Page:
WWI Vehicular Veteran Honored -1918 Cadillac Immortalized At The Library of Congress


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1918 Cadillac War hero

By Steve Purdy
TheAutoChannel.com
Michigan Bureau
Photos By: Bob Benko and Gary Purdy


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Marc Harmon could hardly contain his enthusiasm as he addressed a gathering of officials and journalists at the General Motors Heritage Center in Sterling Heights, MI describing his experience finding, researching and preserving (not restoring) the amazing car at his side, a 1918 Cadillac Type 57, 7-passenger touring car saying, “Researching and reuniting U.S. 1257X with its Great War provenance has been an experience of a lifetime, and an honor.”


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U.S. 1257X is the military identification given to this car by the American Expeditionary Forces when its original owner, Presbyterian minister Reverend John H. Denison, took the car to Europe and turned it over to the war effort. Both car and driver had joined the Y.M.C.A., the organization contracted to establish ‘leave areas’ in southern and central France where weary soldiers could spend quality R&R time.


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Still sporting its many coats of olive-drab paint this Cadillac warier is one of only a handful of the 200 Cadillac staff cars that went to the war that returned from Europe after the war, and the only one known to still exist. It remained in the Army’s possession until it was finally sold as surplus in 1936 to an ex-military man who collected all manner of military items. It passed through the hands of a variety of collectors finally being discovered by Mr. Harmon who spotted an ad saying, “Old Cadillac – may have belonged to some general.”


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There began the amazing story of research as Mr. Harmon delved into the car’s history finding unexpected tidbits that led him to important stories of World War I. The culmination of that research is the reason we are honoring the car. The Federal Government, the Department of the Interior to be specific, has begun identifying and honoring special cars with significant histories much like buildings are honored by the designation of “historic places.” This 1918 Cadillac is just the fourth car so honored. It is now recorded with all its details in the Library of Congress as a Historically Significant Vehicle.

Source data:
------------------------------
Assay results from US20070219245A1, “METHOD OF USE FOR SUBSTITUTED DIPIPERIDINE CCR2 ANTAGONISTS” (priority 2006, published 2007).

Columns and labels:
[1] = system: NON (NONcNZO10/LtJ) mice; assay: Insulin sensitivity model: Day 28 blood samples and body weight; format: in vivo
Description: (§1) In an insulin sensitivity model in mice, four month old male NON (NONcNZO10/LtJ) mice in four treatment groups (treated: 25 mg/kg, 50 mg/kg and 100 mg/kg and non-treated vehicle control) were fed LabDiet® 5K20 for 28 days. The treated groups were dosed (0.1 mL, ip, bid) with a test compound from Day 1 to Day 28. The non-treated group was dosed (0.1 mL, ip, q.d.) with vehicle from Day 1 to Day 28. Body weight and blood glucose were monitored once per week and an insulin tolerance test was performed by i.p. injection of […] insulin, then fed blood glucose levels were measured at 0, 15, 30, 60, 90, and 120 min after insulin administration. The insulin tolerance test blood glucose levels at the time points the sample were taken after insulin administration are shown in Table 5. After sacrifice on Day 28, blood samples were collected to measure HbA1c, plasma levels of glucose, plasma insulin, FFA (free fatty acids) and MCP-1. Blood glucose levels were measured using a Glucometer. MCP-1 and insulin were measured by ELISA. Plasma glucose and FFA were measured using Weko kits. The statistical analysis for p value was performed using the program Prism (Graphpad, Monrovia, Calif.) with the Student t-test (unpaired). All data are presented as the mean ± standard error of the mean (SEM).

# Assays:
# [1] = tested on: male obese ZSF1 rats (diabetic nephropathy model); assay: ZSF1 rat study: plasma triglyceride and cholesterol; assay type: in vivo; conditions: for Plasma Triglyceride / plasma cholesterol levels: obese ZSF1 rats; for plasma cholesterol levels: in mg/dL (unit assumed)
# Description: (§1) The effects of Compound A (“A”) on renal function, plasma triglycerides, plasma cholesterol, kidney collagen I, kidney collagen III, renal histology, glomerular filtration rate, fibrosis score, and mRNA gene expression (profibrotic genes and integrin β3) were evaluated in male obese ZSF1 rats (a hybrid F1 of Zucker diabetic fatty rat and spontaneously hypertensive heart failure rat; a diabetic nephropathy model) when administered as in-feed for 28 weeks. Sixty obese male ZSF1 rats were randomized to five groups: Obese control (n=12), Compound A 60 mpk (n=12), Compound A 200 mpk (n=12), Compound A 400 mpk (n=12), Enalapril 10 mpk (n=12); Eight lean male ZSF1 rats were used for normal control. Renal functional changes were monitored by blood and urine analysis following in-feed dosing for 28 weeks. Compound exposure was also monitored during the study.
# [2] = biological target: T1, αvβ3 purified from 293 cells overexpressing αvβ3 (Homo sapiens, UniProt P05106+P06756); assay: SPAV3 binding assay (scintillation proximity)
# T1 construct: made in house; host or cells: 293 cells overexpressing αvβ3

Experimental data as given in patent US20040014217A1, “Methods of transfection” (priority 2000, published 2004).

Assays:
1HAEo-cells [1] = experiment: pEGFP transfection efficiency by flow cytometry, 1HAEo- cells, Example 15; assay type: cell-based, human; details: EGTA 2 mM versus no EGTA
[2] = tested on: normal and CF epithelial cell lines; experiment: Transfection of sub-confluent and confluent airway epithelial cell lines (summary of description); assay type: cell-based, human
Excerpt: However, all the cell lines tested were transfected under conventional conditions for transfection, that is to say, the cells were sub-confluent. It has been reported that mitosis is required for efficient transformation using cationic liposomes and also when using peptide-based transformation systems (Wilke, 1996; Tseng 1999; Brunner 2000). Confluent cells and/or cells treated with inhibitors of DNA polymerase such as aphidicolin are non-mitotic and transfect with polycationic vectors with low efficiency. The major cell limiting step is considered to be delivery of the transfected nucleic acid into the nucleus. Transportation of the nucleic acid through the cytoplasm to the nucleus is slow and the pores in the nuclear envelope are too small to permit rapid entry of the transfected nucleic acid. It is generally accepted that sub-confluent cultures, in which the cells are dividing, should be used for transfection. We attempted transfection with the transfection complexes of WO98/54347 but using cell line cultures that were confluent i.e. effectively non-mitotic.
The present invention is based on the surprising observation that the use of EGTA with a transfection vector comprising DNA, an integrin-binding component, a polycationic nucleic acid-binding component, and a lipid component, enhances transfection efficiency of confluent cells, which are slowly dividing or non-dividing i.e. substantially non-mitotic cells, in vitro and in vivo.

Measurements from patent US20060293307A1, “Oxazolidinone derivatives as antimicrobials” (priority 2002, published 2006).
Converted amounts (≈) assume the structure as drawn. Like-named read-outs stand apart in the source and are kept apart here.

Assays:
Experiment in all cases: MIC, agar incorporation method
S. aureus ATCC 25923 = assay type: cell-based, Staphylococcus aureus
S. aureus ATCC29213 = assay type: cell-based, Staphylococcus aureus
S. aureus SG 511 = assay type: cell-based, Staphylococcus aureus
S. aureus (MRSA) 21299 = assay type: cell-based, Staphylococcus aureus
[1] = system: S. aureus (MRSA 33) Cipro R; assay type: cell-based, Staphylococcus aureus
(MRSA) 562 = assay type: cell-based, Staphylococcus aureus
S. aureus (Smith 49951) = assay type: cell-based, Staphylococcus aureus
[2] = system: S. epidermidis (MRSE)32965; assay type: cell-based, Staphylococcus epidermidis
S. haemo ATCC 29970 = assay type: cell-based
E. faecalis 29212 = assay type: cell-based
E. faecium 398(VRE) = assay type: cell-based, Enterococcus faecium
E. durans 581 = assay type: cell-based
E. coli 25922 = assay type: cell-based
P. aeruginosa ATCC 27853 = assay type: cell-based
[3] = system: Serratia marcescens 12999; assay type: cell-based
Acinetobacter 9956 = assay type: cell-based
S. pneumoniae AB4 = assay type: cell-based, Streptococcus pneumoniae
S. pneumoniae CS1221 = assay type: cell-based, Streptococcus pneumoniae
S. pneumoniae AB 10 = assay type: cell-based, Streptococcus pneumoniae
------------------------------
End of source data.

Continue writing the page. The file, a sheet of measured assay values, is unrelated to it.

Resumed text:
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Adding to its honorable war history are design distinctions like being an example of the first mass production V8 engine led by Cadillac in 1914.

Another criteria of distinction is its history as transportation for a variety of officers and volunteers including Mrs. Theodore Roosevelt, Jr., daughter-in-law of president Teddy Roosevelt, who spent many dangerous months with the car in France supporting the troops in a variety of ways. The car was specifically mentioned in her autobiography. Historic photos show the car in action as well.



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Other distinctions include a bullet hole in the lower cowl that came from above and matched the caliber of German machine gun. Seats are appropriately worn, layers of military OD paint attest to its long service, tattered remnants of the wooden top bows and canvas top speak to nearly a century of use and the distributor’s ID plate is still affixed to the rear of the car. The General Motors Heritage Center came up with the original build sheet further documenting the car’s heritage.



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The Historic Vehicle Association, co-founded by Hagerty Insurance of Traverse City, MI, who specialize in insuring classic and collector automobiles, boats and other vehicles, assisted with the research and helped present it to Federal officials for consideration as historically significant. The HVA will continue to spearhead the identification, authentication and registration of significant vehicles so they can be preserved for posterity.

Mark Gessler, HVA president, says they want to be inclusive in their search for these wonderful vehicles but plan to require they be more than 50 years old to qualify.

ęSteve Purdy, Shunpiker Productions, All Rights Reserved

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